To collect soil for testing is a great way to learn the dynamics of your garden.
In my previous post I discussed the reasons why soil testing is beneficial. Today’s post will focus on how to collect your soil sample.
I used to think it was a simple process. Ya know, dig up some soil, place it in a mason jar and haul it to your county extension office to be tested. Turns out it’s not quite that easy. It’s not difficult, but more of a process than ever I realized.
As I gathered information on how to do this I learned a couple of things. First, you don’t take a sample from just one spot in your garden. The composition of soil differs from place to place so it’s important to collect soil from all areas of your garden to gain a comprehensive look. Especially if you have a fairly large plot.
Our county extension office recommended drawing out the garden plot (which is a challenge for me to say the least). Then to number each point we collect soil from. Indicate on the drawing what types of grass and natural elements surround the garden.
Here’s my drawing.
You can see we have a fairly small plot compared to most homesteaders, but we are planning to grow it more in 2018. You’ll see I indicated the size of each block is equivalent to 2 feet. The drawing is drawn to scale. I’ve labeled where our shed is (as it provides some shade) and the rocky bed creek that runs along the south side of our property. I also indicated the type of grass we have. Arkansas weed grass. I’m sure the guys at the extension office will know what that is!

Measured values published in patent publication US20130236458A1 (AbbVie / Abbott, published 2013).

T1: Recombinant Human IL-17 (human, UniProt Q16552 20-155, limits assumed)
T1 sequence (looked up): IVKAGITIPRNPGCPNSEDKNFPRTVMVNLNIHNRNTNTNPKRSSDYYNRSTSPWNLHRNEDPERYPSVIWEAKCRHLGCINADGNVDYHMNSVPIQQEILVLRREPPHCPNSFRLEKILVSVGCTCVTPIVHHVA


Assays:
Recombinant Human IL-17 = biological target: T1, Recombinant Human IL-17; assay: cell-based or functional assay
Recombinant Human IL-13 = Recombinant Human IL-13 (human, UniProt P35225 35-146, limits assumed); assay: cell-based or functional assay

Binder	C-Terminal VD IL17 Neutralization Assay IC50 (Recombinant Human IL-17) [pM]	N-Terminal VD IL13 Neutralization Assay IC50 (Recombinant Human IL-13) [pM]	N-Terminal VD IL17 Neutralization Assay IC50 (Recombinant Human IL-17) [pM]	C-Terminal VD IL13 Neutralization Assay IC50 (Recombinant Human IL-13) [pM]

As you collect soil from each spot indicated be sure you scrape away any mulch and dig to a depth of 4-6 inches. Place the sample in a small brown paper bag. Once all 14 samples are taken you’ll want to mix the soil thoroughly discarding any rocks and foreign debris.
Next, spread out a table with newspaper on it, and place small piles of the soil along the newspaper to naturally dry. Once it is dry collect one pint of soil to turn into your county extension office. They often provide the container so check with them ahead of time.
They send it to the lab and will let you know when your soil results are in.
Do you collect soil this way or have a different method?